Death toll: 168 in Mexico, most of them suspected cases. One confirmed in U.S., a 23-month-old boy from Mexico who died in Texas.
Confirmed cases in Canada: 34 (eight in Nova Scotia, eight in Ontario, 11 in B.C., six in Alberta, one in Quebec)
Mexico cases: 2,955 suspected and 99 confirmed.
Confirmed cases elsewhere: 131 in U.S., including 50 in New York, 26 in Texas, 16 in California, 10 in South Carolina, two each in Kansas and Massachusetts, and one each in Indiana, Ohio, Arizona, Michigan and Nevada. State officials confirm five in New Jersey, three in Maine, two in Colorado and one in Michigan. There are also 13 cases in Spain; eight in Britain; three in Germany and in New Zealand; two in Israel; one each in Switzerland, Austria and the Netherlands.
World Health Organization alert level: Phase 5 -- Human-to-human spread of the virus into at least two countries in one WHO region, a strong signal that a pandemic is imminent and that the time to finalize the organization, communication and implementation of the planned mitigation measures is short.
The WHO says it will stop using the term "swine flu" to avoid confusion over the danger posed by pigs. It will instead refer to the virus by its scientific name, "H1N1 influenza A."
The WHO increases its tally of confirmed H1N1 flu cases around the world to 257 from 148. Says there's no epidemiological reason on Thursday to consider raising global pandemic alert to highest level, Phase 6.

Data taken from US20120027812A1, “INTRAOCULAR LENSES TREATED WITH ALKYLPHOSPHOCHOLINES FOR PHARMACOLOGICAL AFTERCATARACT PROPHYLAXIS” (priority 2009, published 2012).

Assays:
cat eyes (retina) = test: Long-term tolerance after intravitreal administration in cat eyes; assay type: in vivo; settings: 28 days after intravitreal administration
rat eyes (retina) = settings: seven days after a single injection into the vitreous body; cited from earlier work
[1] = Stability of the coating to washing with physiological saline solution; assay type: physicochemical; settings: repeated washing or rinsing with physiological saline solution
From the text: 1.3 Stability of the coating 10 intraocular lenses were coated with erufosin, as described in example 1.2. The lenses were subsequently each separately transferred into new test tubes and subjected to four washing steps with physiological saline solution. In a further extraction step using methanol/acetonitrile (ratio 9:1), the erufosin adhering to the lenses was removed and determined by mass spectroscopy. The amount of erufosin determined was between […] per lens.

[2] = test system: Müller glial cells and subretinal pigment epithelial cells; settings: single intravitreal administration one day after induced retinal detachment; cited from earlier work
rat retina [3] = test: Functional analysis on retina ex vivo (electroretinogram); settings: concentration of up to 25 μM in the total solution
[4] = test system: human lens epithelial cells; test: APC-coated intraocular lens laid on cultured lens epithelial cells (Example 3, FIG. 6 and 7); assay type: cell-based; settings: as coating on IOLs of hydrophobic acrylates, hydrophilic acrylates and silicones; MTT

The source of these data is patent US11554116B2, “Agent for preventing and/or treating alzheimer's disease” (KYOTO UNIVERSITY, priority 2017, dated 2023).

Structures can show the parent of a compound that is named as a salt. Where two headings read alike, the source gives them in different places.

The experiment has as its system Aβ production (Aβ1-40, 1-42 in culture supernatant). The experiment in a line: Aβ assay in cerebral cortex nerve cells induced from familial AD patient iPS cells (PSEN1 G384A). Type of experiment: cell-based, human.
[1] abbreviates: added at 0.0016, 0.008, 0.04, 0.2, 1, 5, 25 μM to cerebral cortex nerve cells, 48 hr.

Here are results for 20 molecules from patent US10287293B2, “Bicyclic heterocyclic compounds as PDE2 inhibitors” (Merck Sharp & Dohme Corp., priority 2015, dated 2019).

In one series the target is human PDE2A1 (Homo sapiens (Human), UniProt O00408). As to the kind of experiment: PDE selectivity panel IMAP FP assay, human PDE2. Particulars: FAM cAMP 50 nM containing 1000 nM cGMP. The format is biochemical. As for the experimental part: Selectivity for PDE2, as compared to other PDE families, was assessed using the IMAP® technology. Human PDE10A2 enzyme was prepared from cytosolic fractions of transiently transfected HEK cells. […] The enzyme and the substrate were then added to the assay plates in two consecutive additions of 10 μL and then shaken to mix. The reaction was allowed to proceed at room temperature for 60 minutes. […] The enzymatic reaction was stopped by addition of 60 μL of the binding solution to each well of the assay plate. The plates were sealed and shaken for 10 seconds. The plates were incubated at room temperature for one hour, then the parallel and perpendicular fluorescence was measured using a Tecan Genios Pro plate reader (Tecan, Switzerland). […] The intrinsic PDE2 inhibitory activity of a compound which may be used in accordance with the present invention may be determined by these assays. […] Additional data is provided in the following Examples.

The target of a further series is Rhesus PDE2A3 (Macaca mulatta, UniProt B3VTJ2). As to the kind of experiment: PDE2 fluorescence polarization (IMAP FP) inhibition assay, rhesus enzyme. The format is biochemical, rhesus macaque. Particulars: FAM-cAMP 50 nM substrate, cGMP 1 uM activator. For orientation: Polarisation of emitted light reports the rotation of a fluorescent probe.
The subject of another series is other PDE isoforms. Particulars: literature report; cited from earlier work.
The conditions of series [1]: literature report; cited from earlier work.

The U.S. administration comes out against closing the U.S.-Mexico border. Vice-President Joe Biden says it would be "a monumental undertaking" with limited benefit.
Public health emergency declared in the United States and roughly 12 million doses of Tamiflu from federal stockpile to be delivered to states.
Several hundred schools closed in the U.S.: at least 200 in Texas and 62 in Alabama, plus scattered closings in New York, California, South Carolina, Connecticut, Minnesota, Illinois, Wisconsin, Arizona, Ohio, Utah, Washington state, Michigan and Maine.
Symptoms: Fever, lethargy, lack of appetite and coughing; some report runny nose, sore throat, nausea, vomiting and diarrhea.
Transmission: Believed to occur through coughing or sneezing, or touching contaminated surfaces before touching mouth or nose.
Misconceptions: The biggest is the role of pork -- the CDC says people cannot get the flu by eating pork or pork products.
Advice: Health officials urge those with flu-like symptoms to avoid work or school, wash hands, cough into sleeves and get medical attention.
-- The Canadian Press, with files from The Associated Press